A Florida paramedic helped a supervisor steal coronavirus vaccines, sheriff's officials said Tuesday, forging documents and trying to cover for his superior after the captain allegedly took three doses that were meant for first responders.
Joshua Colon, who was named "Paramedic of the Year" in 2020 by the Polk County Fire Department, was arrested Monday after the 31-year-old admitted to forging documents after three vaccine doses were taken from a refrigerator, officials said.
Colon, who had been tasked with giving the vaccine to firefighters in a Davenport station, told investigators Capt. Anthony Damiano had "joked" about taking some of the vaccines for his mother. Later that day, the captain allegedly told Colon to go to lunch, and Colon returned to find a plastic bag that been stored with three doses empty with a broken seal.
Polk County Sheriff Grady Judd said Colon didn't confront the captain over the missing doses or contact other supervisors, but instead tried to cover for the captain.
"Had Joshua simply gone to his boss right then and there, he'd been a hero," Polk County Sheriff Grady Judd said at a press conference Tuesday. "Instead, he started falsifying paper, making up people who didn't exist to cover it up."
Judd said Damiano is expected to be arrested and charged for the stolen vaccines, but the captain had been deployed to California to assist with the surge of COVID-19 cases in the state.
Investigators are expecting to contact the captain sometime Tuesday evening.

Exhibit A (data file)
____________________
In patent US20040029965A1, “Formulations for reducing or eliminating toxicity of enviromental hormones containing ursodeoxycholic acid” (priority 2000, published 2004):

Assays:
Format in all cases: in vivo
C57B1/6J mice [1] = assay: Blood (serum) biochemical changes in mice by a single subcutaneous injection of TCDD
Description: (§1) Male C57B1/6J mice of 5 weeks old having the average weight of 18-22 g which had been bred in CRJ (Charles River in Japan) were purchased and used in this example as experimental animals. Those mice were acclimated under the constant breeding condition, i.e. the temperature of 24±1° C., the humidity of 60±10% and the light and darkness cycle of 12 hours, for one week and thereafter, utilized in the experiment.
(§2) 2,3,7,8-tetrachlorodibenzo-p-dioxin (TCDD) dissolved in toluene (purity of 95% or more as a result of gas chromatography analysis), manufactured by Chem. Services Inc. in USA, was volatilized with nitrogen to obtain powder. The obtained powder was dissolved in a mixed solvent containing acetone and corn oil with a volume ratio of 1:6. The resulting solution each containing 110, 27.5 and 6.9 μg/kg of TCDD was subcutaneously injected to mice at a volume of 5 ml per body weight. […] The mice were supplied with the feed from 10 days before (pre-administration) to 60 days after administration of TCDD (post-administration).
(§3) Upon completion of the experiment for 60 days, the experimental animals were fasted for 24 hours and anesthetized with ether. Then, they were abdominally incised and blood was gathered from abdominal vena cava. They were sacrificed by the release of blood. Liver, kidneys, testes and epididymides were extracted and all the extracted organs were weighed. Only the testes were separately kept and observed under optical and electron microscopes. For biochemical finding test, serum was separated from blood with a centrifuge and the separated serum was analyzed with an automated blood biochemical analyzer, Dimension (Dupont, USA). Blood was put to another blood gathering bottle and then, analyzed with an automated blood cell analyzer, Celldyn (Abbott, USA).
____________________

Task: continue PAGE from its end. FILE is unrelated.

The sheriff's investigators said they became aware of the theft after fire officials found discrepancies in the Florida Health COVID-19 Vaccine Screening and Consent Forms that Colon had submitted.
Colon had logged 23 recipients at the Davenport station but had given only 21 forms.
After trying to get the forms, a battalion chief in the department noticed misspellings and missing dates of birth. Frustrated, he decided to call one of the supposed recipients to complete the form himself.
After contacting the firefighter, Sheriff Judd said, the firefighter said he had not received a vaccine and was no longer a firefighter with the department.
Colon met with investigators with his attorney.
"He said, 'Hey, I want to totally cooperate. I have totally embarrassed the fire service and I falsified the paperwork,'" Judd said.
Colon allegedly told investigators his supervisor had at one point threatened to accuse him of selling vaccine doses on the street.
As part of the investigation, Colon later called the captain to tell him he had gotten in trouble for the missing vaccines and asked the captain to return them.
During the phone call, Damiano allegedly told Colon he was on assignment in California, but that the vaccines were in his car at a friend's home in St. Cloud.
Damiano texted the friend to take the vaccines out of the trunk of the car and put them in the front seat for Colon, officials said. According to Judd, Damiano also "joked" with the friend, texting her, "Maybe you want to wipe the fingerprints off the bag."
"We recovered two doses," Judd said. "We still don't know where the one syringe and one dose is."
In addition to charges connected to the theft of the vaccines, Judd said, Damiano is also expected to be charged with abuse of authority.
"He might as well turn himself in," Judd said. "The deal is over. You're going to jail."